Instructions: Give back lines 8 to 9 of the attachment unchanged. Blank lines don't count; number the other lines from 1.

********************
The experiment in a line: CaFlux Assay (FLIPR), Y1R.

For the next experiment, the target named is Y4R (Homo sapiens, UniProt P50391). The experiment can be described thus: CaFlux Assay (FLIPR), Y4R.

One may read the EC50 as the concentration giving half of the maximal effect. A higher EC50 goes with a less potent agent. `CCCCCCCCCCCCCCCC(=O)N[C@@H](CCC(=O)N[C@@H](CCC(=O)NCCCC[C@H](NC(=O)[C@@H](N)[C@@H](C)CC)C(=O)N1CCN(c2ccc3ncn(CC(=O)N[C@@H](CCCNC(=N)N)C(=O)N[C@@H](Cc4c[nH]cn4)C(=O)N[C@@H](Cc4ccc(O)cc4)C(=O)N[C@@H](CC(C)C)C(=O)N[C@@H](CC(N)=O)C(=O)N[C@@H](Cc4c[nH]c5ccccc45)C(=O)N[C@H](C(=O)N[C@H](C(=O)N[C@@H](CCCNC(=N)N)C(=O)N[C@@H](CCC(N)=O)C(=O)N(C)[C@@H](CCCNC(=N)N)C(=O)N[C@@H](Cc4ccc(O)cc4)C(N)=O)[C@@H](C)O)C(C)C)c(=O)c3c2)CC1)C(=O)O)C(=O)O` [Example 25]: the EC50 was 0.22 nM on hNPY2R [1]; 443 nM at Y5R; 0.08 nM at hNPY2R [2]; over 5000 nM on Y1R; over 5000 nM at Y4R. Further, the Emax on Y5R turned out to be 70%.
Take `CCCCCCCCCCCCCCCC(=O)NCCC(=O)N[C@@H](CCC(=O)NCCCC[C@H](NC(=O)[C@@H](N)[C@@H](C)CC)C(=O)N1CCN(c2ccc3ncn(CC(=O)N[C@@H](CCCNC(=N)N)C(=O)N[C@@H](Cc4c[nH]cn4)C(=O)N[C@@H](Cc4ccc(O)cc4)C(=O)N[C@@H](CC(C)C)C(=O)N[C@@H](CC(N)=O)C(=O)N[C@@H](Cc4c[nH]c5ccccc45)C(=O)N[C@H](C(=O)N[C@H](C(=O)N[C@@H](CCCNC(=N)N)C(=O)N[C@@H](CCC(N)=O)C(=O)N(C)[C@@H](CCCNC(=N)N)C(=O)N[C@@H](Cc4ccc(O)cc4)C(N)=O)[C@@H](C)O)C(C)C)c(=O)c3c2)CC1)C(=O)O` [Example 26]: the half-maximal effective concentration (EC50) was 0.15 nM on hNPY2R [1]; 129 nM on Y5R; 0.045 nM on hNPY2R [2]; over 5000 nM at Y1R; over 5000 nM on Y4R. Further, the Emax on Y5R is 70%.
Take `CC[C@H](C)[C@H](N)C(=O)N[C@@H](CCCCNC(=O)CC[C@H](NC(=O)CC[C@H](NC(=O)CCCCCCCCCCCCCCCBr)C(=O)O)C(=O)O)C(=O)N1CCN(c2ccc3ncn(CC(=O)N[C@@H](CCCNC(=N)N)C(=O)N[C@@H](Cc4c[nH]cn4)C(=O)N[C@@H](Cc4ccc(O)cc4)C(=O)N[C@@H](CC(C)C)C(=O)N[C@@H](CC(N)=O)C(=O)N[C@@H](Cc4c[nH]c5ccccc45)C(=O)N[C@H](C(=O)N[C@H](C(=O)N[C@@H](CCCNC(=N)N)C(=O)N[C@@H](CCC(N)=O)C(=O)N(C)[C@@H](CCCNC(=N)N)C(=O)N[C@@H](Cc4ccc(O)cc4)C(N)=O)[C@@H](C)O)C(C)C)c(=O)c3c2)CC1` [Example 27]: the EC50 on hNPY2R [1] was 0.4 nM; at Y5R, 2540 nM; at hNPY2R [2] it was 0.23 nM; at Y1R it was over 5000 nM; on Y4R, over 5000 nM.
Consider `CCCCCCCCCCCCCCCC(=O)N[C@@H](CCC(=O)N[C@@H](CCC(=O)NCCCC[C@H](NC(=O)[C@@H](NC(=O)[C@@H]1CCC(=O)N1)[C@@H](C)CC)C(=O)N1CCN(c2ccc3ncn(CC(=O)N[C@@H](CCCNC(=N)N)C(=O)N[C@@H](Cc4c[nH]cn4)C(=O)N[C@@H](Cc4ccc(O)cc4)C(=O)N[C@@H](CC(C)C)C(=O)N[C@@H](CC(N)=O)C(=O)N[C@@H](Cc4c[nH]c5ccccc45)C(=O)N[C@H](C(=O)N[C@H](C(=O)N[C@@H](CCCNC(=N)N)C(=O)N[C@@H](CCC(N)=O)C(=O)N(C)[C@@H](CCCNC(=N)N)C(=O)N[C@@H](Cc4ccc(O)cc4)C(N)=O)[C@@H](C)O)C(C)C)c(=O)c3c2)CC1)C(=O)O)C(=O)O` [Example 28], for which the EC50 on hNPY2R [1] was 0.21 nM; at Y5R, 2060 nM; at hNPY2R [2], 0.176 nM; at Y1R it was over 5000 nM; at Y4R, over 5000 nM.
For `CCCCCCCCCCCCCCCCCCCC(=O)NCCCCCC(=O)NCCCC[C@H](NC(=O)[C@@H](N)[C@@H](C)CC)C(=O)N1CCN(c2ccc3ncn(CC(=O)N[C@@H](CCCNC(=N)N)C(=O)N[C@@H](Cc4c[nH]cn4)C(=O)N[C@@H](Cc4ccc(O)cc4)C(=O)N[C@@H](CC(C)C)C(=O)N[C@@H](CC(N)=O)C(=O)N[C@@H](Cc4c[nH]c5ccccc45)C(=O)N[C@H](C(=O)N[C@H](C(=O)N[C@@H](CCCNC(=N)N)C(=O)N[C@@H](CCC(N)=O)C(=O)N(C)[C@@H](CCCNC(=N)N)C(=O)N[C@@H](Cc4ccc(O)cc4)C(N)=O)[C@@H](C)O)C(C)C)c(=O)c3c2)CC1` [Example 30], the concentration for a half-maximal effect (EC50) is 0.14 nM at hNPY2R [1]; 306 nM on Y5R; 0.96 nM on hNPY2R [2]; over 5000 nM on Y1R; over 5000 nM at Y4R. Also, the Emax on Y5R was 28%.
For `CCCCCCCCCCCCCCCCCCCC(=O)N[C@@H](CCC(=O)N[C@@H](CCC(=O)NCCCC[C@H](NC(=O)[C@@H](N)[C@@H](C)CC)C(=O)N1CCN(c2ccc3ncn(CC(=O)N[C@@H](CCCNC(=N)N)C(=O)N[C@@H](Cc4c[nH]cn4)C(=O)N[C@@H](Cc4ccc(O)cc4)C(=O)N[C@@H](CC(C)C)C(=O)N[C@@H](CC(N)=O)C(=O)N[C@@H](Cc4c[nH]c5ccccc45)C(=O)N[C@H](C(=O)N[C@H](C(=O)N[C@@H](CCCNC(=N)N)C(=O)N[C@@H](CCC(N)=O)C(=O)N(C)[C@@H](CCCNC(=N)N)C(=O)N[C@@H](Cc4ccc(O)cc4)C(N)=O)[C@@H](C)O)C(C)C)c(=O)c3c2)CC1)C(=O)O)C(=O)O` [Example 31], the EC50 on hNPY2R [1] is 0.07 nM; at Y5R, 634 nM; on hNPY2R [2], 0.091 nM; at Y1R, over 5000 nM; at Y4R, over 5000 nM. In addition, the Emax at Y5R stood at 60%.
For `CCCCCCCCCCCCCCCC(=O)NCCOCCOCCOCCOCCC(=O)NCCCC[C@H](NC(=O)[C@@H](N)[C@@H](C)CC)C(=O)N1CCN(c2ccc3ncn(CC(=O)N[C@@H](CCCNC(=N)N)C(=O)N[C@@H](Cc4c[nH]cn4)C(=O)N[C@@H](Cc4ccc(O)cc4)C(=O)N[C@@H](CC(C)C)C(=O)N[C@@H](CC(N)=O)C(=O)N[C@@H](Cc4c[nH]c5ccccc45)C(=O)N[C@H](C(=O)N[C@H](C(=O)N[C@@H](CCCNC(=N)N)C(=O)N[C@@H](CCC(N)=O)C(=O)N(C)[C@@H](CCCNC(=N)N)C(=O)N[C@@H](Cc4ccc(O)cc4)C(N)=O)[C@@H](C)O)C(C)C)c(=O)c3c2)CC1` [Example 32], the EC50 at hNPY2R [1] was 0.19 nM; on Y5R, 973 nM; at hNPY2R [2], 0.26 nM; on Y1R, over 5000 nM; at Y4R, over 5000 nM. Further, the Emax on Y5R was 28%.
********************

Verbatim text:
For `CCCCCCCCCCCCCCCCCCCC(=O)N[C@@H](CCC(=O)N[C@@H](CCC(=O)NCCCC[C@H](NC(=O)[C@@H](N)[C@@H](C)CC)C(=O)N1CCN(c2ccc3ncn(CC(=O)N[C@@H](CCCNC(=N)N)C(=O)N[C@@H](Cc4c[nH]cn4)C(=O)N[C@@H](Cc4ccc(O)cc4)C(=O)N[C@@H](CC(C)C)C(=O)N[C@@H](CC(N)=O)C(=O)N[C@@H](Cc4c[nH]c5ccccc45)C(=O)N[C@H](C(=O)N[C@H](C(=O)N[C@@H](CCCNC(=N)N)C(=O)N[C@@H](CCC(N)=O)C(=O)N(C)[C@@H](CCCNC(=N)N)C(=O)N[C@@H](Cc4ccc(O)cc4)C(N)=O)[C@@H](C)O)C(C)C)c(=O)c3c2)CC1)C(=O)O)C(=O)O` [Example 31], the EC50 on hNPY2R [1] is 0.07 nM; at Y5R, 634 nM; on hNPY2R [2], 0.091 nM; at Y1R, over 5000 nM; at Y4R, over 5000 nM. In addition, the Emax at Y5R stood at 60%.
For `CCCCCCCCCCCCCCCC(=O)NCCOCCOCCOCCOCCC(=O)NCCCC[C@H](NC(=O)[C@@H](N)[C@@H](C)CC)C(=O)N1CCN(c2ccc3ncn(CC(=O)N[C@@H](CCCNC(=N)N)C(=O)N[C@@H](Cc4c[nH]cn4)C(=O)N[C@@H](Cc4ccc(O)cc4)C(=O)N[C@@H](CC(C)C)C(=O)N[C@@H](CC(N)=O)C(=O)N[C@@H](Cc4c[nH]c5ccccc45)C(=O)N[C@H](C(=O)N[C@H](C(=O)N[C@@H](CCCNC(=N)N)C(=O)N[C@@H](CCC(N)=O)C(=O)N(C)[C@@H](CCCNC(=N)N)C(=O)N[C@@H](Cc4ccc(O)cc4)C(N)=O)[C@@H](C)O)C(C)C)c(=O)c3c2)CC1` [Example 32], the EC50 at hNPY2R [1] was 0.19 nM; on Y5R, 973 nM; at hNPY2R [2], 0.26 nM; on Y1R, over 5000 nM; at Y4R, over 5000 nM. Further, the Emax on Y5R was 28%.